Feeling hungry while trying to eat well can make you feel unsatisfied, frustrated and more likely to over-eat. Here are our top tips on how to fill up while watching your calories.
Choose energy-light foods
To feel satiated (full) on fewer calories, eat fewer energy-dense foods. Energy-dense foods, usually from refined carbohydrates or fat, provide a high number of calories per bite and aren’t necessarily very filling. This may cause you to eat too many calories.
Most vegetables and some fruits are not energy-dense. They are largely made up of water and fibre, which provides bulk without the high calorie count. So, eating less energy-dense foods allows you to have larger portions without consuming too many calories.
The fibre found in fruit and vegetables is also a good source of fibre, which helps you feel full. This is because it provides bulk in your gut and slows down the rate of digestion and the rate at which your stomach empties itself, minimising hunger.
A large helping of boiled or steamed vegetables with a smaller portion of protein (e.g. wild salmon) and a smaller portion of grains (a couple of tablespoons of brown rice) is likely to leave you full and satisfied without taking in too many calories.
Get calories from protein
Foods high in protein have been proven to promote satiety more than fatty or carbohydrate-rich foods. A 2005 study at University of Washington School of Medicine in the USA found that increasing the protein in your diet from 15% of daily calories to 30% of your daily calories has been linked to reductions in appetite.(1)
Make a meal out of it
Slow down during mealtimes. So many of us eat meals from our laps while flicking through news or apps on our smartphones. While this can be a hard habit to break, it’s worth a try if you’re serious about eating fewer calories. Even if you’re eating alone, lay a place at a table and put your phone away for the time it takes to eat.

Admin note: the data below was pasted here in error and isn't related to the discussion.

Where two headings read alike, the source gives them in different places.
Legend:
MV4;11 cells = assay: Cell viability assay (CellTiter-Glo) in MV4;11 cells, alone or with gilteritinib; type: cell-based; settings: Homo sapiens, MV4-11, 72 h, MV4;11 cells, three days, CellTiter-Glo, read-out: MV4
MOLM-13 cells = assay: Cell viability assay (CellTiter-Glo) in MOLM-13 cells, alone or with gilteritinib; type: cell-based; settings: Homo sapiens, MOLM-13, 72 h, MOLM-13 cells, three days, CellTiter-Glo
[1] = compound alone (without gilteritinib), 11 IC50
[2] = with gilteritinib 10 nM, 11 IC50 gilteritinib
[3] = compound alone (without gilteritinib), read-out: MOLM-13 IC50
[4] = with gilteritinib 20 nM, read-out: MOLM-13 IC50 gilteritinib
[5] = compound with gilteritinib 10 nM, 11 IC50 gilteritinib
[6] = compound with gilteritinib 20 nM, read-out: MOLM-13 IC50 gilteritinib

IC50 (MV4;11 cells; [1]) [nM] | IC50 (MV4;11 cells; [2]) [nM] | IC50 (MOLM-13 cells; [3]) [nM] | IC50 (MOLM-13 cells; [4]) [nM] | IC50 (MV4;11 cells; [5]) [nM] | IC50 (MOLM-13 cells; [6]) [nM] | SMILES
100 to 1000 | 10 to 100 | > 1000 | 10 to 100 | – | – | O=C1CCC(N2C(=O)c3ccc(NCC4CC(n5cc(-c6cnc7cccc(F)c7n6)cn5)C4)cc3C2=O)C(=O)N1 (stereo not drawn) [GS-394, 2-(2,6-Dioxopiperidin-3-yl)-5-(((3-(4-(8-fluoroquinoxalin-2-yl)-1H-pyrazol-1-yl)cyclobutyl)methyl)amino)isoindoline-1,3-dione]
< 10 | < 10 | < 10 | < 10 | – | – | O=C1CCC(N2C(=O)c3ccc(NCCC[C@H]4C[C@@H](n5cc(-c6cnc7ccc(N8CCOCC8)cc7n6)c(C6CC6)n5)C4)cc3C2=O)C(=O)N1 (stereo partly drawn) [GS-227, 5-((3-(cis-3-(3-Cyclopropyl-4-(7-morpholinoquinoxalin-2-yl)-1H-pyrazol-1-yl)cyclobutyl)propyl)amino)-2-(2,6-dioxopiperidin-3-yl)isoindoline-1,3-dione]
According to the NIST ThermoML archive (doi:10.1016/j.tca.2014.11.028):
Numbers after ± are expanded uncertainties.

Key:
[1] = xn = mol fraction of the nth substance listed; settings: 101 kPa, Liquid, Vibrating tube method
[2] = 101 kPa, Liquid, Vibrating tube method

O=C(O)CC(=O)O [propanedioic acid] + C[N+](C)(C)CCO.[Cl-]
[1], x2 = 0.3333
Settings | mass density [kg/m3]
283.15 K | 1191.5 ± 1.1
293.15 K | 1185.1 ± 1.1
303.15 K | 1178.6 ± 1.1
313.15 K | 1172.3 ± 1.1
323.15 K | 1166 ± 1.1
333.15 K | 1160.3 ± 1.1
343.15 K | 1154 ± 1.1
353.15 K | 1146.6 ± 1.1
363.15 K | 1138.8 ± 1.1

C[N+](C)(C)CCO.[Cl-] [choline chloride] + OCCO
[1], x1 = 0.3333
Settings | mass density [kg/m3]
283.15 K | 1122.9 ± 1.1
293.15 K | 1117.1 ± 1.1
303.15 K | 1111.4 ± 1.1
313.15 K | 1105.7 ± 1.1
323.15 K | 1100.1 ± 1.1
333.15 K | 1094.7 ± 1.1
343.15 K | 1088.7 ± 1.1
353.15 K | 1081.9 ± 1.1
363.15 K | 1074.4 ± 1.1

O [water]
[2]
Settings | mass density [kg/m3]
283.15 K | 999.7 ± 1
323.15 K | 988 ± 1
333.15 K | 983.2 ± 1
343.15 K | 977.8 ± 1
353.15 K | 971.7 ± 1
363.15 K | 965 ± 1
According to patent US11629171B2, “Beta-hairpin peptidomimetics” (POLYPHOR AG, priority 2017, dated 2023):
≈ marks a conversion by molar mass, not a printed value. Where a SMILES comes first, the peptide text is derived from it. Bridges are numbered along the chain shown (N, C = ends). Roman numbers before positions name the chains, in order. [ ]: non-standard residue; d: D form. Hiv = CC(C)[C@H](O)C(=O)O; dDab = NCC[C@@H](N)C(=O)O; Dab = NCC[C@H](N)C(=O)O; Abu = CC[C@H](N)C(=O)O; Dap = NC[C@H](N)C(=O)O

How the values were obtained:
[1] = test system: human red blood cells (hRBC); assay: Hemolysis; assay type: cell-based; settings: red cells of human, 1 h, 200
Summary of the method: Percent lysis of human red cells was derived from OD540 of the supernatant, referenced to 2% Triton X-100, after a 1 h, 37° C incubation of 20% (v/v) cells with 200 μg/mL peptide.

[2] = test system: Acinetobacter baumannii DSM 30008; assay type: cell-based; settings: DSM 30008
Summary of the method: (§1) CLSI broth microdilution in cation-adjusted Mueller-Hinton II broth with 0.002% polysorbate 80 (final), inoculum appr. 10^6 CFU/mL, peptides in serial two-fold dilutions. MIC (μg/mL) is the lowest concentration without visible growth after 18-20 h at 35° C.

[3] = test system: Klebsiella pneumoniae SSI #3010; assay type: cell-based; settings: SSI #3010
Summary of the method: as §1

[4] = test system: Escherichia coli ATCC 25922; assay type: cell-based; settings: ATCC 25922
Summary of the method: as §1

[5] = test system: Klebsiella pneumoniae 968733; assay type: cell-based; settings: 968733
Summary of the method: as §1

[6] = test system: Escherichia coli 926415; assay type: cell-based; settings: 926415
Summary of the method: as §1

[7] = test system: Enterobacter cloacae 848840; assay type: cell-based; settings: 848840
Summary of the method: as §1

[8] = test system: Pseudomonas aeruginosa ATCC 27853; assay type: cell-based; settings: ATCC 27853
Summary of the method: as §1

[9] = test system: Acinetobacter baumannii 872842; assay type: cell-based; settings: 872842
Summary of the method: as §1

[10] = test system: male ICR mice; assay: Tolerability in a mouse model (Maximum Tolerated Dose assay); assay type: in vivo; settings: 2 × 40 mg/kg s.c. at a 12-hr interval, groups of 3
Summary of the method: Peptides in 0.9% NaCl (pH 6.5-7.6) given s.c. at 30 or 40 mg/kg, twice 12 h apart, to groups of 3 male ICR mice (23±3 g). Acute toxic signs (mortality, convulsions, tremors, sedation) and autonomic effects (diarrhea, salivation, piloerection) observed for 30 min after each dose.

This way, you can concentrate on the process of eating, which will cause you to slow down. You’ll feel fuller on less food if you eat slowly.
Another tip is to be mindful when eating out of large packets or sharing-size containers. It’s easy to eat several portions from a larger pack without thinking. If you’re snacking at home or at the office, put a portion into a bowl and put the rest of the packet away. That way, if you do want more, you’re at least aware of how much you’re eating.
Invest in kitchen scales
The reality of portion sizes might surprise you. By weighing out your portions, you can make sure you’re not eating too much without paying attention. You don’t have to weigh out each portion of food forever. However, using them for a couple of weeks will give you an idea of what a portion size truly is.
Water promotes satiety by filling up the stomach which then sends signals to the brain that it’s getting full without the body taking on any calories. Staying hydrated also helps your digestive system move along smoothly, removing waste from your body.
Remember – fruit juices and smoothies can be high in calories, so keep glasses to 150ml.
Go for complex carbs over refined carbs
Refined carbohydrates like white bread, pasta, rice, pastries and biscuits are converted quickly into blood sugar by your body. This causes a sudden raise in blood sugar and insulin. When your blood sugar drops again, you may be left feeling hungry.
Refined carbohydrates also have less fibre than complex carbohydrates such as wholegrains and legumes, meaning they won’t fill you up as effectively.
Ditch the alcohol
Or go for low-alcohol beverages which have fewer calories. Alcohol has 7kcal per 1g, and most alcoholic drinks, including wine, prosecco and cider, are also packed with sugars. As a general rule, the higher the alcohol volume, the higher the calorie count. Further, these calories are known as ‘empty’ calories as they provide no nutrients.
Alcohol doesn’t fill you up - and can lead to poor eating choices as willpower can melt away after a drink.
If you’ve ever wondered how many calories are in a bottle of wine, the answer is up to 680kcal!
Last updated: 30 March 2020Sourceshttps://www.ncbi.nlm.nih.gov/pubmed/23107521 https://www.ncbi.nlm.nih.gov/pubmed/15466943 https://www.drinkaware.co.uk/alcohol-facts/health-effects-of-alcohol/effects-on-the-body/alcohol-and-sugar/ https://www.cdc.gov/nccdphp/dnpa/nutrition/pdf/r2p_energy_density.pdf